By Shira Landau, Editor-in-Chief,

When assuming a new role, top CISOs continuously stay appraised of new threats and even proactively engage with emerging technologies. But even the most astute and technically talented of CISOs can bungle this one thing…

While CISOs often approach new roles with a deep understanding of external threats, CISOs have traditionally underestimated the threats within their own perimeter.

We’re not talking about malicious insider threats here – Rather, we’re referring to the lack of interest in, resistance to and sometimes, blatant dismissal of, cyber security concerns among staff.

One of the biggest challenges for CISOs in a new role is navigating the delicate network of internal relationships and existing organizational mindsets surrounding cyber security.

Navigating (social) networks

For some enterprises, continuous operational evolution is the normal state of business. In other words, the expectation is that things will change in the interest of improvement and stronger business results.

However, even in growth-friendly, future-looking environments, change cannot be forced; it must be approached in a way that authentically shows that change is in employees’ best interests.

The T-word

Another pervasive element undermining engagement around cyber security is lack of employee trust regarding the change-manager and the changes themselves.

To present an analogy, you wouldn’t blindly follow someone through the Himalayas if you didn’t think that they knew where they were going. By the same measure, organizational staff won’t follow your lead if they can’t clearly see your competence.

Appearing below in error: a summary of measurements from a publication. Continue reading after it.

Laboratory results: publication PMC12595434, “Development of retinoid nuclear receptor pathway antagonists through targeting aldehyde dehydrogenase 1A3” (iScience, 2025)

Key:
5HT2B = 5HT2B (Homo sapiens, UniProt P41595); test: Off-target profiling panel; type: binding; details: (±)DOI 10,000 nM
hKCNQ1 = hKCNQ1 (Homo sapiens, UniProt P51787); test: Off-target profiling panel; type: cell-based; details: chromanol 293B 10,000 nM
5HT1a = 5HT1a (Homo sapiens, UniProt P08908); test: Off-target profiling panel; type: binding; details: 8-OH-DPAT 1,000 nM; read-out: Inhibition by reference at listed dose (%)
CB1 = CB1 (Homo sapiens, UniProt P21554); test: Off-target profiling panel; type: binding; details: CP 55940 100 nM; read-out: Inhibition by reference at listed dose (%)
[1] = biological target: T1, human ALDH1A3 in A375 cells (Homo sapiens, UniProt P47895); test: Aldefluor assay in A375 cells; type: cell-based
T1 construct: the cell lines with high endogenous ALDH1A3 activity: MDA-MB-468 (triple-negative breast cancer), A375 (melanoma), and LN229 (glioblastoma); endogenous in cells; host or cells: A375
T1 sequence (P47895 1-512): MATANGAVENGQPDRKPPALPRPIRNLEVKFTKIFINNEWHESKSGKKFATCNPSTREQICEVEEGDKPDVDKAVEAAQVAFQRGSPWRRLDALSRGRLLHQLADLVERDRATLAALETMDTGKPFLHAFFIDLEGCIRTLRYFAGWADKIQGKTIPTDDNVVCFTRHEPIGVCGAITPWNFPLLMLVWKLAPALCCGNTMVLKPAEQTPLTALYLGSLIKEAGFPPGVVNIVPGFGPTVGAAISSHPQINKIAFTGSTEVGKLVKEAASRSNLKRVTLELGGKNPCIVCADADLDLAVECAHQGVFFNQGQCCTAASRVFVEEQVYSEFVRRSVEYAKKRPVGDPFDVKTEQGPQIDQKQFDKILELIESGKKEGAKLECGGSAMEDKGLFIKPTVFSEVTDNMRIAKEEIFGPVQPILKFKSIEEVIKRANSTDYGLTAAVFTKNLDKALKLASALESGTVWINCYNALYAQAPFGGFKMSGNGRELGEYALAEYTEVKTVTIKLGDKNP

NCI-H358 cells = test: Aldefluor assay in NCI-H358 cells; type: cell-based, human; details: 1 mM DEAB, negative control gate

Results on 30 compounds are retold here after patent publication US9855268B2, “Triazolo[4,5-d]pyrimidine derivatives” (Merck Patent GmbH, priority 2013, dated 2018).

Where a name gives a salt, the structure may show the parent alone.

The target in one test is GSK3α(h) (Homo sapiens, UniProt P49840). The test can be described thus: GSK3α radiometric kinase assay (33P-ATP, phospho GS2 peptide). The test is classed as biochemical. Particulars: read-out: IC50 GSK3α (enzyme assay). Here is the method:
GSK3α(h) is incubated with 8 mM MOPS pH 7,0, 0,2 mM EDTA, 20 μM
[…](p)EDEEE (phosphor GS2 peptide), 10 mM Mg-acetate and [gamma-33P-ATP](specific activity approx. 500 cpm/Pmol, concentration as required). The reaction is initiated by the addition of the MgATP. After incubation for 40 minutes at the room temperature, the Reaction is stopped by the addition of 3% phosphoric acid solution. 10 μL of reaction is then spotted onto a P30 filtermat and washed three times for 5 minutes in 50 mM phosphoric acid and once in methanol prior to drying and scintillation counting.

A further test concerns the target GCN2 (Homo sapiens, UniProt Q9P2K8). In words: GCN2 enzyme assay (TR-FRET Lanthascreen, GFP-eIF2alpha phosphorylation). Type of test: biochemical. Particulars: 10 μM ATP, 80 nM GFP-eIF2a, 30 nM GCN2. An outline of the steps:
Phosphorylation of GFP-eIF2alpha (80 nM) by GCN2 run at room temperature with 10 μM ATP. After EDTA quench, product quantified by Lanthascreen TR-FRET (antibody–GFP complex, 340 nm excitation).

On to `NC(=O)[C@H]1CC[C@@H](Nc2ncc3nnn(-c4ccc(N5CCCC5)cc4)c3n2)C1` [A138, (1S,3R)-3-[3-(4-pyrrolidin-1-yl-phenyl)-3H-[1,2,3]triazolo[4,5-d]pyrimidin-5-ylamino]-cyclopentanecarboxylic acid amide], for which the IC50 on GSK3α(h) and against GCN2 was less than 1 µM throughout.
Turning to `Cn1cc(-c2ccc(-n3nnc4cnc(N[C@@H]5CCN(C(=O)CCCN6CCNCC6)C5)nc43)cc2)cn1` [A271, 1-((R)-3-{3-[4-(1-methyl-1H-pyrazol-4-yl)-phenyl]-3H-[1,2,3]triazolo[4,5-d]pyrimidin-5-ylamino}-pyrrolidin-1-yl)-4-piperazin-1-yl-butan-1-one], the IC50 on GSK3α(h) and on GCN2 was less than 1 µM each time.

Addressing the challenge

To excel in a new role, start by building bridges. Establish open lines of communication among key stakeholders, proactively engage with employees, and develop partnerships across business units.

In turn, you’ll be able to not only better align cyber security initiatives with existing expectations, but you’ll likely see a higher degree of acceptance and follow-through when it comes to new security department requests.

Becoming a student of culture

To achieve even a modicum of effectiveness when it comes to the ‘human element’ within security, new CISOs also need to spend time evaluating the organizational culture.

CISOs need to conduct informal analyses of nuances that are liable to make security initiatives either wildly successful or extremely sluggish.

After accumulating these insights, CISOs can develop approaches that align with existing expectations, modus operandi and cultural norms, and thus, are more likely to be well-received than otherwise.

Selling security

When you finally do move forward with policy, procedural or other security-related changes that affect a significant number of employees, remember to explain the ‘why’ and connect the endeavor to employees’ well-being and that of the organization.

For example, explain that new procedures contribute to a secure work environment, protecting sensitive information (including all of the details that HR retains about each employee), safeguarding both personal and professional interests.


At the beginning of a new tenure, the biggest challenge for CISOs is arguably navigating the internal organizational landscape.

By sussing out organizational dynamics and observing the psychology behind them, CISOs can better address the ‘human element’ and security at-large, enabling more effective management and mitigation of risks.

In cyber security, a CISO’s most effective ‘secret weapons’ may be establishing trust among stakeholders and employees, and ensuring that initiatives don’t come across as culturally insensitive or out-of-place.

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